Long distance running is far, far bigger than just about fitness. It is a metaphor for life.

Thank you for reading.

 

Indians- Please slow down. Stop the rush

Indians- Please slow down. Stop the rush

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This is a re-post from my #linkedinpulse article.

I didn’t do much work today. I generally get a decent amount of work done in a day to be able to look at myself with respect at the day of the day. However, I have deliberately tried to slow down over the years.

It wasn’t always so. During my undergraduate life, I tried to be a chartered accountant, a journalist, an MBA and many other things. I was desperate to learn something which will get me a job-ANY JOB. I didn’t care why I needed that job, besides that jobs pay. But I wanted a job. That’s what I was told to do. My father once famously said, to me, that he would have been happy if I got 10000 bucks a month.

I rushed through my college life. I rushed through my 20’s. I finally got an MBA. I took the CAT exam 5 times. I hated it. But I was in a rush. So, I didn’t ask myself the why’s.

I rushed through most of my life. At some point, when I had a decent job, I realized that I wasn’t quite happy. Happiness somewhere got sacrificed in the rush. I didn’t know why I was doing what I was doing and I had just rushed through 3 decades of my life.

At some point, I decided not to rush anymore, when the speed is within my control. Sometimes, I still do it unconsciously, but again, I remind myself not to rush. I want to smell the flowers. I want to leave a legacy. I want to know why I am doing what I am doing. And I want to do work that matters, with people who matter.

Think about Rudyard Kipling for a minute. What is he famous for? He is famous for a poem called “If”. How many people left something after they died which the world values? Only a few. Even if we don’t care what Rudyard Kipling did for most of his life, but he left a poem which has inspired millions. That’s leaving a legacy.

We cannot leave a legacy if we don’t know where we are headed. Most of us, at least in India, don’t know what we are passionate about. We don’t know why we do what we do, besides mercenary reasons. It is a sad way to live life. A mercenary life is not a worthy life.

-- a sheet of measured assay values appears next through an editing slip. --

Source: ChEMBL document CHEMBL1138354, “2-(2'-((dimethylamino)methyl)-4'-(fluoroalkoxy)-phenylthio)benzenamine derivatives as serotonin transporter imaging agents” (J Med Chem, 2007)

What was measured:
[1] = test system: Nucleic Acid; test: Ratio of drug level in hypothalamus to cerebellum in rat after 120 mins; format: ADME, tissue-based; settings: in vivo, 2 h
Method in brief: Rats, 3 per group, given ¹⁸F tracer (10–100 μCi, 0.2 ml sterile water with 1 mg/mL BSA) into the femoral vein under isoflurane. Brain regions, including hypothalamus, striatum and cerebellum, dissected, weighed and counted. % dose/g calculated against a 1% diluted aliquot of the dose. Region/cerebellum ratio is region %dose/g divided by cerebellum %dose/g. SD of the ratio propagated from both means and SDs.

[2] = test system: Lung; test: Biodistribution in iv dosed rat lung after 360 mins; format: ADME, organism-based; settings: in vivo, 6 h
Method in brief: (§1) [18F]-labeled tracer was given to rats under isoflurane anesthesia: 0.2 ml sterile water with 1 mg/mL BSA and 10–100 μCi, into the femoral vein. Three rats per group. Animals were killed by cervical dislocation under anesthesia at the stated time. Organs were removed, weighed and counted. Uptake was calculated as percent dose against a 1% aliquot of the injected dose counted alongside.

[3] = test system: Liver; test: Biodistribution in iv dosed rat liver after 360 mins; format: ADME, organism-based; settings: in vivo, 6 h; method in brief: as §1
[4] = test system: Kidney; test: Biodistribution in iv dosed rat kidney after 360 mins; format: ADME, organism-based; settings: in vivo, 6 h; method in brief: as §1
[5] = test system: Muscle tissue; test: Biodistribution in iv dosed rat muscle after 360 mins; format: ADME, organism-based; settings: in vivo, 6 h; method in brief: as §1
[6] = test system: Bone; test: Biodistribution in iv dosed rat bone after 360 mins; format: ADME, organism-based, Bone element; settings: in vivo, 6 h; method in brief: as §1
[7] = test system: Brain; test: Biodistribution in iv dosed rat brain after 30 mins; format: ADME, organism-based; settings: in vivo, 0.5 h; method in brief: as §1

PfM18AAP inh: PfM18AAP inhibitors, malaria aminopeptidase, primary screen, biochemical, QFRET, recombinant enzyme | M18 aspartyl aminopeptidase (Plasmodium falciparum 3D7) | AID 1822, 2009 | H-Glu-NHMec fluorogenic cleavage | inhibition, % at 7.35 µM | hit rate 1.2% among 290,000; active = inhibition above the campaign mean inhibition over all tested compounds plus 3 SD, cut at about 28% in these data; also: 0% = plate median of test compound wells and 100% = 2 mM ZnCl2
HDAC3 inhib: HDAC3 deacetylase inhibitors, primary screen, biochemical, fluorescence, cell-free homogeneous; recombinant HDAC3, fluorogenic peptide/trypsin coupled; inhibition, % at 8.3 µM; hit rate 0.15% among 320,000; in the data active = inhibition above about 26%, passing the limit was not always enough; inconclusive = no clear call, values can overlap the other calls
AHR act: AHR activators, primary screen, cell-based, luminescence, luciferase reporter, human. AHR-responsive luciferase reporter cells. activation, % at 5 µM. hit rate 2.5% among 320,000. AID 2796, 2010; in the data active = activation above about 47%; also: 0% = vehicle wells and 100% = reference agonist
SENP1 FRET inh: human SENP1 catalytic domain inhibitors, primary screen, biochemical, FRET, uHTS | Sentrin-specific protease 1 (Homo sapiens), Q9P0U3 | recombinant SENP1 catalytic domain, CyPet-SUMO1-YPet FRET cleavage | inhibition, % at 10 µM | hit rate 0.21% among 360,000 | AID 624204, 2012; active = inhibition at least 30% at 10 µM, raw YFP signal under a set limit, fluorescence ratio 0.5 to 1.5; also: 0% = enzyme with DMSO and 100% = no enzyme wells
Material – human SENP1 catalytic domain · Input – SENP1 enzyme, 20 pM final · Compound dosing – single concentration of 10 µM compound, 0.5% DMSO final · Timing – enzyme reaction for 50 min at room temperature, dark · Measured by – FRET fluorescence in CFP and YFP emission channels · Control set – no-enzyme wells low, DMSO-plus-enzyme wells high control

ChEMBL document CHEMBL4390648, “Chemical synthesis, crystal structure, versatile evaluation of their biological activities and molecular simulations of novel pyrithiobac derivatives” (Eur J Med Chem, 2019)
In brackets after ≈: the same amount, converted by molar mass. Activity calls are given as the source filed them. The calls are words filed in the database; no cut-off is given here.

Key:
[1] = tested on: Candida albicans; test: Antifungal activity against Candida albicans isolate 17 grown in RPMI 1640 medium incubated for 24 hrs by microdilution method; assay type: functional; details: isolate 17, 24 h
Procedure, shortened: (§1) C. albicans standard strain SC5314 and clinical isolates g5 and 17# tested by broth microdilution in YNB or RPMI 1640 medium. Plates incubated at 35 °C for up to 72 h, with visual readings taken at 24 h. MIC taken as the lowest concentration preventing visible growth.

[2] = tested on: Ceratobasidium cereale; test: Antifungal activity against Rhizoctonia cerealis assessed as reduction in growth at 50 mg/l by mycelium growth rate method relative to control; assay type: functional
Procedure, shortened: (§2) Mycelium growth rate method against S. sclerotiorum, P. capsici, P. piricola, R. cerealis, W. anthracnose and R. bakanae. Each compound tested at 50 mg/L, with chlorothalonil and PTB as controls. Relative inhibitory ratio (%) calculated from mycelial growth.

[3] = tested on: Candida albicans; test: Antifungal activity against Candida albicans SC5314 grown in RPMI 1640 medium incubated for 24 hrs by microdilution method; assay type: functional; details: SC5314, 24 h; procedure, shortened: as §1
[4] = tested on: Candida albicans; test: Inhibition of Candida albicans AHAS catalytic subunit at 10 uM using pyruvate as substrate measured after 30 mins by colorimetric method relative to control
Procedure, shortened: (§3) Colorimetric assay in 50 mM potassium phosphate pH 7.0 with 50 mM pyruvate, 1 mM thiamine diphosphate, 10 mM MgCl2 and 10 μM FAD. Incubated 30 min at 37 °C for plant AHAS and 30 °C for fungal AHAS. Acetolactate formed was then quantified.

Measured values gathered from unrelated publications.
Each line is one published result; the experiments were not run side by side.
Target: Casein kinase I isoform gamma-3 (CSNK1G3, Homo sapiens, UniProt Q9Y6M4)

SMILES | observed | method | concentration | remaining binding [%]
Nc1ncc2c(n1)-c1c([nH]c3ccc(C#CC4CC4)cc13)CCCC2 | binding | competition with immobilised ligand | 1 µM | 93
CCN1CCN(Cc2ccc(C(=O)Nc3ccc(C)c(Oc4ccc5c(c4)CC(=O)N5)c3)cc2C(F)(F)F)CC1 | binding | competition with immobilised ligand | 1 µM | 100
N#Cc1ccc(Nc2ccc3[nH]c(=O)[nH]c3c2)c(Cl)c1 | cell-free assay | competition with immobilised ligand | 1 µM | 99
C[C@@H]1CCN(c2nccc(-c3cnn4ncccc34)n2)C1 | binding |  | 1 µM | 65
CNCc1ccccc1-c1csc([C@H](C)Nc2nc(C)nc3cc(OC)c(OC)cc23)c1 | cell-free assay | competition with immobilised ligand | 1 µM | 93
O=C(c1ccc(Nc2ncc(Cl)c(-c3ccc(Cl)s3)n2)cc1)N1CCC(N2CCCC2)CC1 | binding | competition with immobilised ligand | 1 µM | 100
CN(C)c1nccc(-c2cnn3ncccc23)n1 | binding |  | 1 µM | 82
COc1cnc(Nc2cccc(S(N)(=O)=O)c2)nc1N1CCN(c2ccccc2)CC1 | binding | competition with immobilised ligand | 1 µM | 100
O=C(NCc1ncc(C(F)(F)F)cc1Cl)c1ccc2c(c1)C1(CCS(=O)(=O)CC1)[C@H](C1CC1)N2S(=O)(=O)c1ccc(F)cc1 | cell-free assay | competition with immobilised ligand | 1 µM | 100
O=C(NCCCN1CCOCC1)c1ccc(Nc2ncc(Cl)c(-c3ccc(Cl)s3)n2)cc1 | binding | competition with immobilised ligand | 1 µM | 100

The society looks down on prostitutes because they sell their bodies for money. Many of us are selling our souls for money and we want to be respected for that.

We need to slow down. We need to take a break and think who we are. We need to understand what we are passionate about. I am no authority on the subject but I have had my own journey and struggles to understand who I am. Since I am writing this piece, I would love to propose a few questions that probably could help us in connecting us with our true selves:

  1. What is the key reason that drives me to do what I do?
  2. If nobody paid me anything, what would I be willing to do for free?
  3. If I had all the money, how would I spend my time?
  4. What do I love?
  5. Who do I love? Why do I love this person?
  6. Who do I admire? Why do I admire this person?
  7. What am I passionate about?
  8. If I could live an idealistic life, what might it look like?
  9. What is one thing about me that’s unique?
  10. Who am I at the core?

Well, I could go on. These are just some of the questions that could perhaps begin to unravel for us the mystery of who we are. As Indians, there is tremendous pressure on our lives to move from one milestone to another:

Birth->Education->Job->Marriage->Kids->Grand kids->Death

I am not saying there is anything wrong with the sequence. However, it is important that there is meaning at every step. After all, life without meaning is a worthless life. We can only create meaning when know who we are and why we do what we do.

So, may be, take it slow.

Take a year off.

Take a few months off.

Take a week off.

Take a day off.

Thank you for reading.